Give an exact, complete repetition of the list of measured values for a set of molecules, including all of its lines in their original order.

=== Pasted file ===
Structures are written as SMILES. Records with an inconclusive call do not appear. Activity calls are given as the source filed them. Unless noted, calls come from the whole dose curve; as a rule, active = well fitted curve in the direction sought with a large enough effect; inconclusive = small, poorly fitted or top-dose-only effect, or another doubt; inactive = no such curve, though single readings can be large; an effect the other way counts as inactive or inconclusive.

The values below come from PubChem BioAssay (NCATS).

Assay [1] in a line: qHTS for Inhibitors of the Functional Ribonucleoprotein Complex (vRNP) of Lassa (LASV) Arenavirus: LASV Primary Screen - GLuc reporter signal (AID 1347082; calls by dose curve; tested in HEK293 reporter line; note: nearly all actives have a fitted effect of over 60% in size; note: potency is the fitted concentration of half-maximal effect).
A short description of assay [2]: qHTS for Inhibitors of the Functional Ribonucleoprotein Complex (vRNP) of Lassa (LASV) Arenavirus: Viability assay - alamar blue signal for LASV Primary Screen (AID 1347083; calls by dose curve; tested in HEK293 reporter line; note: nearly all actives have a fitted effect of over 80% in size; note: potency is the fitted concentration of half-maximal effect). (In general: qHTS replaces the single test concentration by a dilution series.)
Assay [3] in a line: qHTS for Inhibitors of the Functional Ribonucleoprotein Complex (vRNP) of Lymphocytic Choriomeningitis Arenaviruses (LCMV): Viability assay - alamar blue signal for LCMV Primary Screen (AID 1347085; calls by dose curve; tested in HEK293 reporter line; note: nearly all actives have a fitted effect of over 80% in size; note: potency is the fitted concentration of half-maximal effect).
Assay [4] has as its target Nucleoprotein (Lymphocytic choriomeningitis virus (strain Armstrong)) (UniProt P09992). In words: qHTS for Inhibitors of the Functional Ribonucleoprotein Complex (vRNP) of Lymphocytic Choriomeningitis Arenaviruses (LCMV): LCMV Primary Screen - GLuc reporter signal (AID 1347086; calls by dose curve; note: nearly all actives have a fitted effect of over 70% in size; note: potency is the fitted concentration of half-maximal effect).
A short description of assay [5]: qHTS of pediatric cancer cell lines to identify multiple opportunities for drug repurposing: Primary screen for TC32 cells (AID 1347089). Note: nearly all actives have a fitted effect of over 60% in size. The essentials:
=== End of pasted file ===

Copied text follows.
Structures are written as SMILES. Records with an inconclusive call do not appear. Activity calls are given as the source filed them. Unless noted, calls come from the whole dose curve; as a rule, active = well fitted curve in the direction sought with a large enough effect; inconclusive = small, poorly fitted or top-dose-only effect, or another doubt; inactive = no such curve, though single readings can be large; an effect the other way counts as inactive or inconclusive.

The values below come from PubChem BioAssay (NCATS).

Assay [1] in a line: qHTS for Inhibitors of the Functional Ribonucleoprotein Complex (vRNP) of Lassa (LASV) Arenavirus: LASV Primary Screen - GLuc reporter signal (AID 1347082; calls by dose curve; tested in HEK293 reporter line; note: nearly all actives have a fitted effect of over 60% in size; note: potency is the fitted concentration of half-maximal effect).
A short description of assay [2]: qHTS for Inhibitors of the Functional Ribonucleoprotein Complex (vRNP) of Lassa (LASV) Arenavirus: Viability assay - alamar blue signal for LASV Primary Screen (AID 1347083; calls by dose curve; tested in HEK293 reporter line; note: nearly all actives have a fitted effect of over 80% in size; note: potency is the fitted concentration of half-maximal effect). (In general: qHTS replaces the single test concentration by a dilution series.)
Assay [3] in a line: qHTS for Inhibitors of the Functional Ribonucleoprotein Complex (vRNP) of Lymphocytic Choriomeningitis Arenaviruses (LCMV): Viability assay - alamar blue signal for LCMV Primary Screen (AID 1347085; calls by dose curve; tested in HEK293 reporter line; note: nearly all actives have a fitted effect of over 80% in size; note: potency is the fitted concentration of half-maximal effect).
Assay [4] has as its target Nucleoprotein (Lymphocytic choriomeningitis virus (strain Armstrong)) (UniProt P09992). In words: qHTS for Inhibitors of the Functional Ribonucleoprotein Complex (vRNP) of Lymphocytic Choriomeningitis Arenaviruses (LCMV): LCMV Primary Screen - GLuc reporter signal (AID 1347086; calls by dose curve; note: nearly all actives have a fitted effect of over 70% in size; note: potency is the fitted concentration of half-maximal effect).
A short description of assay [5]: qHTS of pediatric cancer cell lines to identify multiple opportunities for drug repurposing: Primary screen for TC32 cells (AID 1347089). Note: nearly all actives have a fitted effect of over 60% in size. The essentials: